College addresses need for experts in anti-terrorism
Updated: 2014-07-10 07:23
By Zhang Yan (China Daily USA)
China is inviting overseas counterterrorism experts to serve as visiting professors who will help train a new generation of anti-terror personnel.
Mei Jianming, director of the Research Center for Counterterrorism at the People's Public Security University of China, said: "The US and Israel have accumulated rich practical experience in fighting terrorism. The US is advanced in overall strategic research, and Israel is very proficient at tactical action in fighting terrorism."
The university will recruit leading counterterrorism experts from the US, Israel, Pakistan, Australia and other countries as visiting professors.
It will enroll 80 counterterrorism majors who will become specialists in fighting the increasing threat of terrorist attacks, Mei said.
Various terrorist organizations have recently incited and organized attacks in China - including in Beijing, the Yunnan provincial capital of Kunming and the Xinjiang Uygur autonomous region -that killed and injured innocent people.
"We urgently need to cultivate counterterrorism specialists to improve our preventive and terror-fighting capabilities," university President Cheng Lin said.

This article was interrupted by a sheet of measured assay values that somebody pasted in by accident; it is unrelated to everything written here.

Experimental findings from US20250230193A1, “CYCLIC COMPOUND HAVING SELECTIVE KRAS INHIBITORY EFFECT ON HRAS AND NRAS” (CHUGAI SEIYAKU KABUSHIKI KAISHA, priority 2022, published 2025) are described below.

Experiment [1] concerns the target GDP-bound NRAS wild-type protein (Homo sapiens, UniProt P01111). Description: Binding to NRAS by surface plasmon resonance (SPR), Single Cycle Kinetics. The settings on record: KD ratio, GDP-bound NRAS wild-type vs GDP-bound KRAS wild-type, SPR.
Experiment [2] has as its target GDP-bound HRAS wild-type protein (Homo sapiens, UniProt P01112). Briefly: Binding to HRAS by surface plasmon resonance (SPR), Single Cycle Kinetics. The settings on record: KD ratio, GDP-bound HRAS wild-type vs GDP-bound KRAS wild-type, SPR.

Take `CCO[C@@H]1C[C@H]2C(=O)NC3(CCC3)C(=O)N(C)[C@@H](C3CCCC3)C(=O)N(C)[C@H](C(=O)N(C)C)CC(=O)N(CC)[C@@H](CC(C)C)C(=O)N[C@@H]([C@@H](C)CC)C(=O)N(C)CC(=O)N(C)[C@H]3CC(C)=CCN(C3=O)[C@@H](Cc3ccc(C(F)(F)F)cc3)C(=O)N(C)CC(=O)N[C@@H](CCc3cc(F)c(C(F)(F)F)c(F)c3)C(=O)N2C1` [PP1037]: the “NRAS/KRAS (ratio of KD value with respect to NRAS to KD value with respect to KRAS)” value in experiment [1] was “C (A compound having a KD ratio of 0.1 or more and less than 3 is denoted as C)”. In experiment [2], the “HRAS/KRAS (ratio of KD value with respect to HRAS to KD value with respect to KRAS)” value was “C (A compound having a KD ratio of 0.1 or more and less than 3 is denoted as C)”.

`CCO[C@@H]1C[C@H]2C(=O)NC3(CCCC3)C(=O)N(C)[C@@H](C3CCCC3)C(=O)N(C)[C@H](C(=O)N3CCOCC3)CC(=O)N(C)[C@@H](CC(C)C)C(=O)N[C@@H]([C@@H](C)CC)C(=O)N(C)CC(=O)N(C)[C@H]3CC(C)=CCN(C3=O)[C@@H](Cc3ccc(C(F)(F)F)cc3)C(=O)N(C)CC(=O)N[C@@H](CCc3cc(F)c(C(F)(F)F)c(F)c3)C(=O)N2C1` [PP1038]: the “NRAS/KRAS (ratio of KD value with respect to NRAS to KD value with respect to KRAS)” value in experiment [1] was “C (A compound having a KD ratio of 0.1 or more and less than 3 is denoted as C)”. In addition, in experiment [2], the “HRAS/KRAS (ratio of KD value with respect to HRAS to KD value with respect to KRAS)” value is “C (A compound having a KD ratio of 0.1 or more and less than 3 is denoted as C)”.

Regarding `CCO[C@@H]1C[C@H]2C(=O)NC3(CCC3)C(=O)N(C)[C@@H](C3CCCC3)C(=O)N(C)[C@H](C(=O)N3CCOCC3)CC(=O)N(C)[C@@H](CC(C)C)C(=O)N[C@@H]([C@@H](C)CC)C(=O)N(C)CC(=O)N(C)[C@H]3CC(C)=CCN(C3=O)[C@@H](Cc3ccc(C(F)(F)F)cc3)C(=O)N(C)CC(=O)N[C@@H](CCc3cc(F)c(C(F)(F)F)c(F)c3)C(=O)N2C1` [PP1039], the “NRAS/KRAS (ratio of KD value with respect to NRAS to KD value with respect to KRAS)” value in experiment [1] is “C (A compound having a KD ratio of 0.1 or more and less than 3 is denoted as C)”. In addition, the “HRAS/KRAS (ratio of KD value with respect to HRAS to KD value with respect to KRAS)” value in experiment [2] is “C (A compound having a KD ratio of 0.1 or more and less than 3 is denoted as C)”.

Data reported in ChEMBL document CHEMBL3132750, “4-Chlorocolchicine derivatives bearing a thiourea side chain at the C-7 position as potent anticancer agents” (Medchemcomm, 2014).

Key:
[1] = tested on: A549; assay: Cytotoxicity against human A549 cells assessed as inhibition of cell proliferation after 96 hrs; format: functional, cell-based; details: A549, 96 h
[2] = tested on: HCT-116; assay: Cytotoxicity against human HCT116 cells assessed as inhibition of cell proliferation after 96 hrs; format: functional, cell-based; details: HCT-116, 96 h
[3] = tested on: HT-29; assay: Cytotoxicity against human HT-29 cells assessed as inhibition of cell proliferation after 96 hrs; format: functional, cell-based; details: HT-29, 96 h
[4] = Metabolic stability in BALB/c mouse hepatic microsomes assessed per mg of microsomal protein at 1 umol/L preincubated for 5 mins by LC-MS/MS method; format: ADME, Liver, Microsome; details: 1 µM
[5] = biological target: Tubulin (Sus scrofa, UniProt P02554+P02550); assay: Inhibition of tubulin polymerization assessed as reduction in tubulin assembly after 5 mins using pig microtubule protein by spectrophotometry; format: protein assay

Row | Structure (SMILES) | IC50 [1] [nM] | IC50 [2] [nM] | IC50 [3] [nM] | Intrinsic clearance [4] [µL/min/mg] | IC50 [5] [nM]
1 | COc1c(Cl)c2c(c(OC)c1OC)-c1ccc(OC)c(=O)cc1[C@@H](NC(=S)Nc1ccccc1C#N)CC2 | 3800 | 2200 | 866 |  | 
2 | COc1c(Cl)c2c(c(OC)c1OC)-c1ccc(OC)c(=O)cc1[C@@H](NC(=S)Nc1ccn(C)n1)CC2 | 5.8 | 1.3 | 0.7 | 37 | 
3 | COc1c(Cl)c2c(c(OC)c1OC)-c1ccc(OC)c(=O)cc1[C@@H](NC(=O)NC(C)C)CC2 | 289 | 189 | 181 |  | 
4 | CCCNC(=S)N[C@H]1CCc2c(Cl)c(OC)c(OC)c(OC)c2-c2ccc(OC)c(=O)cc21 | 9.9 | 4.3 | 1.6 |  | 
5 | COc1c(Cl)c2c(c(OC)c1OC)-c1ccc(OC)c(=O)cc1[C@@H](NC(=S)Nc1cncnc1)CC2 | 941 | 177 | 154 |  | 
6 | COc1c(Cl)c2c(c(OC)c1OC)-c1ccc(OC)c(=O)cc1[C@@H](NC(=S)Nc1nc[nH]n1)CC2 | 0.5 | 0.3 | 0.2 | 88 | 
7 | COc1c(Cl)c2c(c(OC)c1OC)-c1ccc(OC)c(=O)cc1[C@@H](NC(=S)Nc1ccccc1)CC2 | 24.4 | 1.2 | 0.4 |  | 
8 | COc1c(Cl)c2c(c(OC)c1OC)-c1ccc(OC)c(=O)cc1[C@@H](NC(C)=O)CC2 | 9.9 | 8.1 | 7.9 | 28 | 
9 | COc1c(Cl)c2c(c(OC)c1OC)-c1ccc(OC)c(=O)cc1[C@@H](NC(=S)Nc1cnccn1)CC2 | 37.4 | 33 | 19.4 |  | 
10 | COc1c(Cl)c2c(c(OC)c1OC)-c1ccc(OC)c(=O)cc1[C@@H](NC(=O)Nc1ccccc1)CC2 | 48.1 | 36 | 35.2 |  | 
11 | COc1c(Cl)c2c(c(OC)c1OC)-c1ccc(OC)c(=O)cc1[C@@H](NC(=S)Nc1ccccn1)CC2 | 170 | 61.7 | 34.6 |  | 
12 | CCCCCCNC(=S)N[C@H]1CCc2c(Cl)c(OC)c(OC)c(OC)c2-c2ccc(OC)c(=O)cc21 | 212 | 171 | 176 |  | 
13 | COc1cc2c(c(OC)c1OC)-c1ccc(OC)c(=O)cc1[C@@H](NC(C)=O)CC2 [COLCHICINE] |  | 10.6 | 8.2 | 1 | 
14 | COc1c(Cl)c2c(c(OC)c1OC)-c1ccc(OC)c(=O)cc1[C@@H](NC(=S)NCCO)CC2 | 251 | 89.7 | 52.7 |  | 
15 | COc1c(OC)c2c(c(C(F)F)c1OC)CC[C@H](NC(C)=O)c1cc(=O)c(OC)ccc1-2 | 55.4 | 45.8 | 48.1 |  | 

Mei said, "The lessons and training will focus on intelligence gathering, investigating special cases, network information technology, technical and tactical anti-terror action and related international judicial cooperation".
The 80 counterterrorism majors will have to meet admission criteria beyond what is expected of other students, Mei said.
"After passing the national university entrance exams, they will also go through physical and psychological testing," he said.
Attention will be given to their physical training and endurance. They will learn to use a variety of weapons, including submachine guns and sniper rifles, he said.
After the four-year program, most of the 80 students will join counterterrorism departments in the Ministry of Public Security or in local public security units, he said.
China established anti-terrorism departments in public security agencies at national, provincial and municipal levels in 2001, but there was a shortage of specialists, Cheng said.
Police personnel were recruited from other departments, he said.
However, "counterterrorism efforts were riddled with problems, including insufficient intelligence-gathering capabilities, unsound warnings and preventive mechanisms, lagging on-site command operations and coping measures or subsequent rescue efforts," he said.
Hong Daode, a law professor at China University of Political Science and Law, said China should increase international cooperation because many terrorists have global connections.
Chen Mengwei contributed to this story.
(China Daily USA 07/10/2014 page1)